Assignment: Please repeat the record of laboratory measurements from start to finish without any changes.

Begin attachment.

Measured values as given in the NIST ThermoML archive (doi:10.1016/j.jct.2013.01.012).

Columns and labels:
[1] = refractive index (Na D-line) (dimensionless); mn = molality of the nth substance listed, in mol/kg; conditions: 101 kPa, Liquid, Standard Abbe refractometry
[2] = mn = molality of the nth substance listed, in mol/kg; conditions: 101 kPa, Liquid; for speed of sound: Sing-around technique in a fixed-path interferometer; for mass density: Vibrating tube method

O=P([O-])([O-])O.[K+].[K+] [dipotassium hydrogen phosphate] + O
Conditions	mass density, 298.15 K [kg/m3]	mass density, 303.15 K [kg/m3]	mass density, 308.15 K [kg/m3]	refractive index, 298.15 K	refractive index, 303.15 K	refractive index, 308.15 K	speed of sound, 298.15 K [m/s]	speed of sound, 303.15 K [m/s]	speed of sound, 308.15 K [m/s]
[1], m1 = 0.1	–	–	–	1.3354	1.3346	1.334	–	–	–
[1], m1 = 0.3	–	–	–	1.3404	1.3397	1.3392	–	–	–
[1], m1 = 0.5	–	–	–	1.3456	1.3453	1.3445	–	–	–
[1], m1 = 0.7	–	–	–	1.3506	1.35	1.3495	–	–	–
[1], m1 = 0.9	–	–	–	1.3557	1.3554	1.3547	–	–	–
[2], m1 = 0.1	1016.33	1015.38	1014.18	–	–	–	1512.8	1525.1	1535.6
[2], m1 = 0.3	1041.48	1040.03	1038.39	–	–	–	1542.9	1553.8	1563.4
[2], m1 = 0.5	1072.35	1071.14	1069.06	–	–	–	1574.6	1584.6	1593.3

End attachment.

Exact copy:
Measured values as given in the NIST ThermoML archive (doi:10.1016/j.jct.2013.01.012).

Columns and labels:
[1] = refractive index (Na D-line) (dimensionless); mn = molality of the nth substance listed, in mol/kg; conditions: 101 kPa, Liquid, Standard Abbe refractometry
[2] = mn = molality of the nth substance listed, in mol/kg; conditions: 101 kPa, Liquid; for speed of sound: Sing-around technique in a fixed-path interferometer; for mass density: Vibrating tube method

O=P([O-])([O-])O.[K+].[K+] [dipotassium hydrogen phosphate] + O
Conditions	mass density, 298.15 K [kg/m3]	mass density, 303.15 K [kg/m3]	mass density, 308.15 K [kg/m3]	refractive index, 298.15 K	refractive index, 303.15 K	refractive index, 308.15 K	speed of sound, 298.15 K [m/s]	speed of sound, 303.15 K [m/s]	speed of sound, 308.15 K [m/s]
[1], m1 = 0.1	–	–	–	1.3354	1.3346	1.334	–	–	–
[1], m1 = 0.3	–	–	–	1.3404	1.3397	1.3392	–	–	–
[1], m1 = 0.5	–	–	–	1.3456	1.3453	1.3445	–	–	–
[1], m1 = 0.7	–	–	–	1.3506	1.35	1.3495	–	–	–
[1], m1 = 0.9	–	–	–	1.3557	1.3554	1.3547	–	–	–
[2], m1 = 0.1	1016.33	1015.38	1014.18	–	–	–	1512.8	1525.1	1535.6
[2], m1 = 0.3	1041.48	1040.03	1038.39	–	–	–	1542.9	1553.8	1563.4
[2], m1 = 0.5	1072.35	1071.14	1069.06	–	–	–	1574.6	1584.6	1593.3